Love May Fail
From the New York Times bestselling author of The Silver Linings Playbook.
'Brilliant . . . compulsively readable . . . Love May Fail is as wholly transporting as any cinematic experience' GQ
Portia Kane has escaped her cheating husband only to find herself back at square one, living with her mum in a place she thought she'd left behind forever. Lost and alone, looking to find the goodness she believes still exists in the world, Portia sets off to save herself by saving someone else - a beloved high school English teacher who has retired after a traumatic incident.
Can Chuck, the handsome brother of Portia's old school friend, together with a sassy nun and a metal-head little boy, help Portia's chances in her bid for renewed hope in the human race?
Moving and funny, Love May Fail by Matthew Quick is about the heartache and daring choices it takes to become the person you know deep down you are meant to be.
In the media
Brilliant . . . compulsively readable . . . a plot that keeps you guessing . . . The emotional authenticity of his characters and their pitch-perfect Philly dialogue make it little wonder that his entire back catalogue has been optioned. But you don't need to wait for the film: Love May Fail is as wholly transporting as any cinematic experience. The blackly comic, quicksand tone of Vonnegut might be the presiding spirit, but Matthew Quick has a uniquely rewarding voice and one that, for his native Philadelphia, is creating a space in contemporary fiction all of its own.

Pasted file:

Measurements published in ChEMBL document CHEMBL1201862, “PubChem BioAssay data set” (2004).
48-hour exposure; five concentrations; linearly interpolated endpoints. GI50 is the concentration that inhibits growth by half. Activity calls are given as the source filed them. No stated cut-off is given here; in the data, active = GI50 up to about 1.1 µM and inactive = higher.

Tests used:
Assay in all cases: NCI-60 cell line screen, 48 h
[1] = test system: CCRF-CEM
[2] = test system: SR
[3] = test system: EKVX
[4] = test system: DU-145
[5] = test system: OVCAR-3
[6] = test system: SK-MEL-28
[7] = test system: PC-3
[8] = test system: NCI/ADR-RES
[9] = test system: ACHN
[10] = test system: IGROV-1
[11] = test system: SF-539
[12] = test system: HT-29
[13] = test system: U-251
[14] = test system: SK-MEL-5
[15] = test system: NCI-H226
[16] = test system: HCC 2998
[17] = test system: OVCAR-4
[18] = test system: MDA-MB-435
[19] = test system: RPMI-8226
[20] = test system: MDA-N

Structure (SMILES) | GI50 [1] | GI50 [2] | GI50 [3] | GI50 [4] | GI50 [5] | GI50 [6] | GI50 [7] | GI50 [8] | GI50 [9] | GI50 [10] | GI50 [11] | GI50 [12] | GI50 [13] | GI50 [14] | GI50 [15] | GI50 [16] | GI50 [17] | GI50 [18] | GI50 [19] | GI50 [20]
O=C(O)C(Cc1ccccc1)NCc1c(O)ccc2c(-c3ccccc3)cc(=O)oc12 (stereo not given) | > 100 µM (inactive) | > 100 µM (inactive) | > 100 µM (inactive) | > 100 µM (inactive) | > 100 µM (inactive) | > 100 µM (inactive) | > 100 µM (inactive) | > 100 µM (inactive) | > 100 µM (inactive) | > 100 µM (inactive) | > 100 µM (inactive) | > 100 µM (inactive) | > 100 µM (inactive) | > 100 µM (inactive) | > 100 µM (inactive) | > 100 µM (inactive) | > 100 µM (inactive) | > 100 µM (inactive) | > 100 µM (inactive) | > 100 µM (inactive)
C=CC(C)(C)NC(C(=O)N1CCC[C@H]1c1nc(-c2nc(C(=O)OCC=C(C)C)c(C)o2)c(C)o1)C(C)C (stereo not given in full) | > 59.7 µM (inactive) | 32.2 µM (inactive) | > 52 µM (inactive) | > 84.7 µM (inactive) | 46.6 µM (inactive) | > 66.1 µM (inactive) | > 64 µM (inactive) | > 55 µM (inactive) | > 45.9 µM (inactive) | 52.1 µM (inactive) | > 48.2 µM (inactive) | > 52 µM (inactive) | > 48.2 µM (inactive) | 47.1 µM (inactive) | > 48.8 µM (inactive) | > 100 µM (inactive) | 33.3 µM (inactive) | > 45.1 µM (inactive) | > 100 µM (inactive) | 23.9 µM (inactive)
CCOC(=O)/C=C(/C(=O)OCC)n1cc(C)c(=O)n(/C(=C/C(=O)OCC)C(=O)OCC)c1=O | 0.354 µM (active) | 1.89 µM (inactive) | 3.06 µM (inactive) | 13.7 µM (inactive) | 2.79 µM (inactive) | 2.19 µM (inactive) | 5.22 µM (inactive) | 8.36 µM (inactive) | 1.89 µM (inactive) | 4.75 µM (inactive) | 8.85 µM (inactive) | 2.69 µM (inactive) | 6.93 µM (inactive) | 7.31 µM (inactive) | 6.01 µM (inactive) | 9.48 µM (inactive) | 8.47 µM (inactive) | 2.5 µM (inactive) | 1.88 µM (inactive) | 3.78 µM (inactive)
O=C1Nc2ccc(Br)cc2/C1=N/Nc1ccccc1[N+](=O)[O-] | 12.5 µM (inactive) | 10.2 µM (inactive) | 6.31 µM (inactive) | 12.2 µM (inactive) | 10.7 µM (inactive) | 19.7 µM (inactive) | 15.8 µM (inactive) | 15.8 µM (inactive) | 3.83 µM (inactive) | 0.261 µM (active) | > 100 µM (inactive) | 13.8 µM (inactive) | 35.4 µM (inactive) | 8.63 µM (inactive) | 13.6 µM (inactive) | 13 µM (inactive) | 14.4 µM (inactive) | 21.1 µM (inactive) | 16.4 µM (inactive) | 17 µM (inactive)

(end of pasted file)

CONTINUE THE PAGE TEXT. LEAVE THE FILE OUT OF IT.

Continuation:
A complex and thought-provoking American comedy about love and the meaning of life
Quick excels at writing what he knows, and making readers feel intimately connected to his characters. Love May Fail also reflects his mastery of devising humorous dialogue, interlaced with rabid vulgarity. "The truth will set you free," Portia furiously states at one point "But first it will piss you off." Once a high-school English teacher himself, the author captures how painful it is to have a misguided student and feel powerless to help them. Portia recalls how Nate would end each school year optimistically by handing his students personalized Official Member of the Human Race cards, encouraging them to "make daring choices, work hard, enjoy the ride, and remember-you become exactly whomever you choose to be." You can almost see the movie poster now.
Wall Street Journal
Inspiring . . . Matthew Quick has a way with wounded characters